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A Multimessenger Picture of the Flaring Blazar TXS 0506+056: Implications for High-energy Neutrino Emission and Cosmic-Ray Acceleration

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posted on 09.09.2019, 15:12 by A Keivani, K Murase, M Petropoulou, DB Fox, SB Cenko, S Chaty, A Coleiro, JJ DeLaunay, S Dimitrakoudis, PA Evans, JA Kennea, FE Marshall, A Mastichiadis, JP Osborne, M Santander, A Tohuvavohu, CF Turley
Detection of the IceCube-170922A neutrino coincident with the flaring blazar TXS 0506+056, the first and only ~3σ high-energy neutrino source association to date, offers a potential breakthrough in our understanding of high-energy cosmic particles and blazar physics. We present a comprehensive analysis of TXS 0506+056 during its flaring state, using newly collected Swift, NuSTAR, and X-shooter data with Fermi observations and numerical models to constrain the blazar's particle acceleration processes and multimessenger (electromagnetic (EM) and high-energy neutrino) emissions. Accounting properly for EM cascades in the emission region, we find a physically consistent picture only within a hybrid leptonic scenario, with γ-rays produced by external inverse-Compton processes and high-energy neutrinos via a radiatively subdominant hadronic component. We derive robust constraints on the blazar's neutrino and cosmic-ray emissions and demonstrate that, because of cascade effects, the 0.1–100 keV emissions of TXS 0506+056 serve as a better probe of its hadronic acceleration and high-energy neutrino production processes than its GeV–TeV emissions. If the IceCube neutrino association holds, physical conditions in the TXS 0506+056 jet must be close to optimal for high-energy neutrino production, and are not favorable for ultrahigh-energy cosmic-ray acceleration. Alternatively, the challenges we identify in generating a significant rate of IceCube neutrino detections from TXS 0506+056 may disfavor single-zone models, in which γ-rays and high-energy neutrinos are produced in a single emission region. In concert with continued operations of the high-energy neutrino observatories, we advocate regular X-ray monitoring of TXS 0506+056 and other blazars in order to test single-zone blazar emission models, clarify the nature and extent of their hadronic acceleration processes, and carry out the most sensitive possible search for additional multimessenger sources.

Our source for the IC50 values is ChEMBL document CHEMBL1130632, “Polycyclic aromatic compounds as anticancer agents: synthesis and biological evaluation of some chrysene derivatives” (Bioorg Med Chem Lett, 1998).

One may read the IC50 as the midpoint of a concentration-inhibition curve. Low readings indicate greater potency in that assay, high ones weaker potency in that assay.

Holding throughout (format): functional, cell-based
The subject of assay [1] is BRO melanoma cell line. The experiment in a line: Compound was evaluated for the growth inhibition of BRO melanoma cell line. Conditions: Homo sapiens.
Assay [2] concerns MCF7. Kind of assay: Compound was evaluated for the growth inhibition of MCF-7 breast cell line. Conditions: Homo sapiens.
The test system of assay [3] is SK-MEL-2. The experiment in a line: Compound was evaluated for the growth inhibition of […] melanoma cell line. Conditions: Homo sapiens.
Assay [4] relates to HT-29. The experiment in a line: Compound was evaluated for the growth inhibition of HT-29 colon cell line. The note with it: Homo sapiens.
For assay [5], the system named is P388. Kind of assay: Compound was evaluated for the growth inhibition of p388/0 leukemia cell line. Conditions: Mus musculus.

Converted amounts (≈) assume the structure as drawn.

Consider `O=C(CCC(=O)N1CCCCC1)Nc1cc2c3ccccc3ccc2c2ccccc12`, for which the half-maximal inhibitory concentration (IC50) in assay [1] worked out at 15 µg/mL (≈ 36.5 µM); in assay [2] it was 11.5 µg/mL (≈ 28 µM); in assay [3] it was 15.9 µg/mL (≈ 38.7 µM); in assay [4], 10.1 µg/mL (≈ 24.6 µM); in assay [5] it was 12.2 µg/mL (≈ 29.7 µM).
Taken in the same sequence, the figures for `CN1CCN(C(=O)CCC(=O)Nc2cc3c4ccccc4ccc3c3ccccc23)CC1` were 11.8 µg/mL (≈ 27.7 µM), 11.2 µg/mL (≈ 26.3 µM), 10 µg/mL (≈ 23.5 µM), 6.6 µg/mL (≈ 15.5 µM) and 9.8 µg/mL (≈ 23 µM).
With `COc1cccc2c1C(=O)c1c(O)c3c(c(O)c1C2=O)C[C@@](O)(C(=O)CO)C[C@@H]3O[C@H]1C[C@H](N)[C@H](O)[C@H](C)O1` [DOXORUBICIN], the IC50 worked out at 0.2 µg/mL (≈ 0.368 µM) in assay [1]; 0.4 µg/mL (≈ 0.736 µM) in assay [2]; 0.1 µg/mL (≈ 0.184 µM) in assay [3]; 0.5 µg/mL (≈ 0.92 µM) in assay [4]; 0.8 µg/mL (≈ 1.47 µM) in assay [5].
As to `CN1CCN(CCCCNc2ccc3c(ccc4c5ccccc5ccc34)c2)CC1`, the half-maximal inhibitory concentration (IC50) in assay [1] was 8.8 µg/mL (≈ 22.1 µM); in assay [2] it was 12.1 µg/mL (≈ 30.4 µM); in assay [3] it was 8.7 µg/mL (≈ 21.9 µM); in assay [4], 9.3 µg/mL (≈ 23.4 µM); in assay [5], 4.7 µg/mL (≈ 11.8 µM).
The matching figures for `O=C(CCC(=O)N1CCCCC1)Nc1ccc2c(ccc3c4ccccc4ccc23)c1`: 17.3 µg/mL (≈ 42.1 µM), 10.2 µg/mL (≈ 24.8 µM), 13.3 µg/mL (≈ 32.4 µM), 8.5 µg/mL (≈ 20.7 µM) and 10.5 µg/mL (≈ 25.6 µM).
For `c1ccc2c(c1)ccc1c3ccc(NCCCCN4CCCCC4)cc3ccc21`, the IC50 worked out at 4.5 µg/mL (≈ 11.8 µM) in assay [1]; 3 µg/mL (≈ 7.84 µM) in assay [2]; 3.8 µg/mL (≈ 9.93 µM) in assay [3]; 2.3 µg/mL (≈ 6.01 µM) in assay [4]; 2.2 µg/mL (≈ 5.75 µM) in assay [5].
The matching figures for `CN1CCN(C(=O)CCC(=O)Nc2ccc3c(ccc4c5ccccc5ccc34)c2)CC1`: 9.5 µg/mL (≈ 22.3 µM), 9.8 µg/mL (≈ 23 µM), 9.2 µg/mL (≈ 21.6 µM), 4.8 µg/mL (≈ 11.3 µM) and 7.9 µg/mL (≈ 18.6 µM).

The authors thank the IceCube Collaboration for publicly distributing HE neutrinos in real-time, the Swift and NuSTAR teams for their rapid responses to our target of opportunity requests, and the Fermi collaboration for their publicly available data and analysis software. The authors acknowledge helpful discussions with L. Hagen, J. Charlton, and M. Eracleous. A.K., D.B.F., J.J.D., and C.F.T. acknowledge support from the National Science Foundation under grant PHY-1412633; A.K. acknowledges support from the National Aeronautics and Space Administration Swift Guest Investigator Program under grant NNX17AI95G. The work of K.M. is supported by NSF Grant No. PHY-1620777 and the Alfred P. Sloan Foundation. A.K. and K.M. gratefully acknowledge support from the Institute for Gravitation and the Cosmos at the Pennsylvania State University. J.K. and A.T. acknowledge support from NASA contract NAS5-00136. P.A.E. and J.P.O. acknowledge support from the UK Space Agency. M.P. acknowledges support from the L. Jr. Spitzer Postdoctoral Fellowship. S.C. thanks the Centre National d'Etudes Spatiales (CNES) for support and funding. Based on observations collected at the European Organization for Astronomical Research in the Southern Hemisphere under ESO program 099.D-0640(A). Software: XSPEC (Arnaud 1996), HEAsoft (v6.22.1), X-shooter pipeline (v.2.9.3; Goldoni et al. 2006; Modigliani et al. 2010), Reflex (Freudling et al. 2013), Molecfit (Kausch et al. 2015; Smette et al. 2015), Fermi Science Tools (, SOPHIA (Mücke et al. 2000).



The Astrophysical Journal, 2018, 864:84

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/Organisation/COLLEGE OF SCIENCE AND ENGINEERING/Department of Physics and Astronomy


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American Astronomical Society, IOP Publishing





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